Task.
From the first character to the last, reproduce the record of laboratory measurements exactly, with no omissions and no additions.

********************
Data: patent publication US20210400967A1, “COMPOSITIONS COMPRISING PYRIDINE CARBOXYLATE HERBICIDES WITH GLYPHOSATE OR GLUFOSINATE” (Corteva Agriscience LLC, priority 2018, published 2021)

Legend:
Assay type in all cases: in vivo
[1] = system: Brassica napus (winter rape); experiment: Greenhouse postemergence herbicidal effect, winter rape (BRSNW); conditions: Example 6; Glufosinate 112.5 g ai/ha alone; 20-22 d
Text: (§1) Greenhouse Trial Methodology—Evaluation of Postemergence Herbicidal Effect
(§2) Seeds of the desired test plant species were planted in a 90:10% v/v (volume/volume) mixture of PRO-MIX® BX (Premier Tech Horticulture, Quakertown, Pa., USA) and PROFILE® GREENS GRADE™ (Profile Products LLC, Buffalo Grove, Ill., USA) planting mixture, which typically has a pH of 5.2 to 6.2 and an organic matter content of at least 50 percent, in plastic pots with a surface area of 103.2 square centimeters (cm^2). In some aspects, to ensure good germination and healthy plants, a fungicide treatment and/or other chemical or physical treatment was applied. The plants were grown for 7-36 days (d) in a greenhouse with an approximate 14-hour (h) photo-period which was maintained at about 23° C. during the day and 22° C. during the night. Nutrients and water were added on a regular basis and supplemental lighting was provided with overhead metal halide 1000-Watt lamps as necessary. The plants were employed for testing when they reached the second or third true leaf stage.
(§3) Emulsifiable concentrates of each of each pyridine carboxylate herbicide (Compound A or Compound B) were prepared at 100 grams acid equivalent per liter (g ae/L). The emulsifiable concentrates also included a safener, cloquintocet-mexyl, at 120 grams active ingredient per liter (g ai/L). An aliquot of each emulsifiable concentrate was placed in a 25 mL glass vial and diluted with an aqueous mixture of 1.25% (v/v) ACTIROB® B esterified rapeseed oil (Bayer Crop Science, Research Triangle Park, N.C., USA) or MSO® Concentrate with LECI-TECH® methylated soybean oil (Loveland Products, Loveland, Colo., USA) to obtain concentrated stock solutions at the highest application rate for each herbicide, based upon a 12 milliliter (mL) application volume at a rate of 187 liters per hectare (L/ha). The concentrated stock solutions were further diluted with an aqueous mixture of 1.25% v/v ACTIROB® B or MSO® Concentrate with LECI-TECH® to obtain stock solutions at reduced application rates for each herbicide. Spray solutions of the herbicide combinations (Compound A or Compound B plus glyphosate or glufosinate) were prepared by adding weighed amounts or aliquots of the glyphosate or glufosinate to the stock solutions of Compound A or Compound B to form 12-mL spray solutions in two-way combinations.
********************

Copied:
Data: patent publication US20210400967A1, “COMPOSITIONS COMPRISING PYRIDINE CARBOXYLATE HERBICIDES WITH GLYPHOSATE OR GLUFOSINATE” (Corteva Agriscience LLC, priority 2018, published 2021)

Legend:
Assay type in all cases: in vivo
[1] = system: Brassica napus (winter rape); experiment: Greenhouse postemergence herbicidal effect, winter rape (BRSNW); conditions: Example 6; Glufosinate 112.5 g ai/ha alone; 20-22 d
Text: (§1) Greenhouse Trial Methodology—Evaluation of Postemergence Herbicidal Effect
(§2) Seeds of the desired test plant species were planted in a 90:10% v/v (volume/volume) mixture of PRO-MIX® BX (Premier Tech Horticulture, Quakertown, Pa., USA) and PROFILE® GREENS GRADE™ (Profile Products LLC, Buffalo Grove, Ill., USA) planting mixture, which typically has a pH of 5.2 to 6.2 and an organic matter content of at least 50 percent, in plastic pots with a surface area of 103.2 square centimeters (cm^2). In some aspects, to ensure good germination and healthy plants, a fungicide treatment and/or other chemical or physical treatment was applied. The plants were grown for 7-36 days (d) in a greenhouse with an approximate 14-hour (h) photo-period which was maintained at about 23° C. during the day and 22° C. during the night. Nutrients and water were added on a regular basis and supplemental lighting was provided with overhead metal halide 1000-Watt lamps as necessary. The plants were employed for testing when they reached the second or third true leaf stage.
(§3) Emulsifiable concentrates of each of each pyridine carboxylate herbicide (Compound A or Compound B) were prepared at 100 grams acid equivalent per liter (g ae/L). The emulsifiable concentrates also included a safener, cloquintocet-mexyl, at 120 grams active ingredient per liter (g ai/L). An aliquot of each emulsifiable concentrate was placed in a 25 mL glass vial and diluted with an aqueous mixture of 1.25% (v/v) ACTIROB® B esterified rapeseed oil (Bayer Crop Science, Research Triangle Park, N.C., USA) or MSO® Concentrate with LECI-TECH® methylated soybean oil (Loveland Products, Loveland, Colo., USA) to obtain concentrated stock solutions at the highest application rate for each herbicide, based upon a 12 milliliter (mL) application volume at a rate of 187 liters per hectare (L/ha). The concentrated stock solutions were further diluted with an aqueous mixture of 1.25% v/v ACTIROB® B or MSO® Concentrate with LECI-TECH® to obtain stock solutions at reduced application rates for each herbicide. Spray solutions of the herbicide combinations (Compound A or Compound B plus glyphosate or glufosinate) were prepared by adding weighed amounts or aliquots of the glyphosate or glufosinate to the stock solutions of Compound A or Compound B to form 12-mL spray solutions in two-way combinations.